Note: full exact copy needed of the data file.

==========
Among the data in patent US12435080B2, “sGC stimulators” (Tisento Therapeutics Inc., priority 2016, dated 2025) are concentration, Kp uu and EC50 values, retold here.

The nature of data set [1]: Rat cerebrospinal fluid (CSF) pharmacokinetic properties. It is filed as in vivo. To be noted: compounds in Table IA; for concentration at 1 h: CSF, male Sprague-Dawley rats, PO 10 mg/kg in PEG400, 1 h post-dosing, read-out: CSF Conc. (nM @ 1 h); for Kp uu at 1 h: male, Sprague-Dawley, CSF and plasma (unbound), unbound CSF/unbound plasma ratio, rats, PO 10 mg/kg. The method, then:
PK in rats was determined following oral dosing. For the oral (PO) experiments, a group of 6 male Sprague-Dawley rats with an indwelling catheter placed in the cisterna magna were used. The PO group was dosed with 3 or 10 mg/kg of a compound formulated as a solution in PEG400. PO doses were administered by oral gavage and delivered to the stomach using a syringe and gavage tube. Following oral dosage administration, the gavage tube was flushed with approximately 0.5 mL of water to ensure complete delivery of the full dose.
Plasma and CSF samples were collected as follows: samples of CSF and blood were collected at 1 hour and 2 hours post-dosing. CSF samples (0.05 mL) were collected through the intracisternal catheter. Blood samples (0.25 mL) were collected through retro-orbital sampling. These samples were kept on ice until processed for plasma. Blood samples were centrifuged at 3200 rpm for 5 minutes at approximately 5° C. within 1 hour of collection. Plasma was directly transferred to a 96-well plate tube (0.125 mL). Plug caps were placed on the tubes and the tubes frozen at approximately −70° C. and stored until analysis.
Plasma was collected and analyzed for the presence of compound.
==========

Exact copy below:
Among the data in patent US12435080B2, “sGC stimulators” (Tisento Therapeutics Inc., priority 2016, dated 2025) are concentration, Kp uu and EC50 values, retold here.

The nature of data set [1]: Rat cerebrospinal fluid (CSF) pharmacokinetic properties. It is filed as in vivo. To be noted: compounds in Table IA; for concentration at 1 h: CSF, male Sprague-Dawley rats, PO 10 mg/kg in PEG400, 1 h post-dosing, read-out: CSF Conc. (nM @ 1 h); for Kp uu at 1 h: male, Sprague-Dawley, CSF and plasma (unbound), unbound CSF/unbound plasma ratio, rats, PO 10 mg/kg. The method, then:
PK in rats was determined following oral dosing. For the oral (PO) experiments, a group of 6 male Sprague-Dawley rats with an indwelling catheter placed in the cisterna magna were used. The PO group was dosed with 3 or 10 mg/kg of a compound formulated as a solution in PEG400. PO doses were administered by oral gavage and delivered to the stomach using a syringe and gavage tube. Following oral dosage administration, the gavage tube was flushed with approximately 0.5 mL of water to ensure complete delivery of the full dose.
Plasma and CSF samples were collected as follows: samples of CSF and blood were collected at 1 hour and 2 hours post-dosing. CSF samples (0.05 mL) were collected through the intracisternal catheter. Blood samples (0.25 mL) were collected through retro-orbital sampling. These samples were kept on ice until processed for plasma. Blood samples were centrifuged at 3200 rpm for 5 minutes at approximately 5° C. within 1 hour of collection. Plasma was directly transferred to a 96-well plate tube (0.125 mL). Plug caps were placed on the tubes and the tubes frozen at approximately −70° C. and stored until analysis.
Plasma was collected and analyzed for the presence of compound.